If you have been following along for a little while, then it's worth noting that Day of Chaos doesn't just put Dredd through the hellish destruction of most of Mega City One (again), it also does a great job of frustrating the moral question that he's been dealing with over the past few stories. Since Origins, Dredd has had a lot of reasons to wonder if MC1's Justice System is really the infallible, eternal monolith of righteousness that he was made to be a part of, and even questioning his own place in it as he ages. With the devastation of Day of Chaos, though, those questions are answered for him. If Mega City One was ever at a point where it didn't need the Judges, it definitely needs them now, and if Dredd was ever going to question his place in the world, he's out of time. It's a perfect development, letting those doubts and questions exist as part of his character, while putting him into a situation where they're the absolute last thing he has time to deal with.




That's the other Big Event element that Day of Chaos gets right: It creates an entirely new status quo for the series. Every event comic promises that it's going to Change Everything Forever™, but Day of Chaos does a pretty good job of delivering on that promise. Admittedly, this is a hell of a lot easier when you're dealing with a universe that's relatively self-contained, based around a single character and largely masterminded by the vision of one writer than it is when you're dealing with something as big and diverse as the Marvel or DC Universes. And to be even more fair about it, this is hardly the first time something like this has happened. The Apocalypse War story was designed to reduce the size of Mega City One down to something that would be a little more manageable, and in 1990, the Necropolis storyline was another landmark, long-running epic that offed another sixty million Mega Citizens. In that respect, Day of Chaos suffers the same desire to continually top its predecessors that plagues a lot of event books.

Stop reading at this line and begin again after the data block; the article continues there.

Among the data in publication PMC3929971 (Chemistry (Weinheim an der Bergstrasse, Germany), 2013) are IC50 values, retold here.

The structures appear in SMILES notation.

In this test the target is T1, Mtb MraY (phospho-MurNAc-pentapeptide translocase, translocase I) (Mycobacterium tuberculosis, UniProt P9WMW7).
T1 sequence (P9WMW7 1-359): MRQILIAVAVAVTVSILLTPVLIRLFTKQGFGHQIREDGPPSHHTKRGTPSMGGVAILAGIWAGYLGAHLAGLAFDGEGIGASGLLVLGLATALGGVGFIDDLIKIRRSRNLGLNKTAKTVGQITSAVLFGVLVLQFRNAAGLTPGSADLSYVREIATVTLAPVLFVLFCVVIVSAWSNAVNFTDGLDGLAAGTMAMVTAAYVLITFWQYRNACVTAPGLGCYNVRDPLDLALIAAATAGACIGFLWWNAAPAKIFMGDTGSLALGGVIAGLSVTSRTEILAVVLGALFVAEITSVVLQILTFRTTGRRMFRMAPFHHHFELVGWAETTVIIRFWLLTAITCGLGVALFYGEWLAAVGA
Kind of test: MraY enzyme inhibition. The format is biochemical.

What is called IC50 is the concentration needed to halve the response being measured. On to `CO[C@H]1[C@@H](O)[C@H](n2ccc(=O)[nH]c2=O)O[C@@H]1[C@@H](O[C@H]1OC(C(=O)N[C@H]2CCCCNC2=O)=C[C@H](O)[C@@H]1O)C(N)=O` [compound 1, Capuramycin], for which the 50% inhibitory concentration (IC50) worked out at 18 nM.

Even so, the destruction of Mega City One in Day of Chaos goes far beyond just a body count of nameless, imaginary citizens. By the end of this story, the Judges themselves are in ruins -- their surveillance department has been destroyed, the Chief Judge and his council are ousted, the Academy of Law and its recruits have been burned to the ground. It's a change for the entire fabric of the book, and if there's one thing Judge Dredd excels at, it's exploring the consequences of these big storylines for years to come.

Even though we all seem to keep buying them, one of the most often heard complaints from superhero fans is that we're tired of one big event after another. But really, every story should be an "event" -- every story should have consequences, should move things forward and set up new challenges and questions for the hero to face. It's not "events" that are the problem as much as how they're done.

So if you want to see what it looks like when an event comic is done exactly right, pick up Day of Chaos.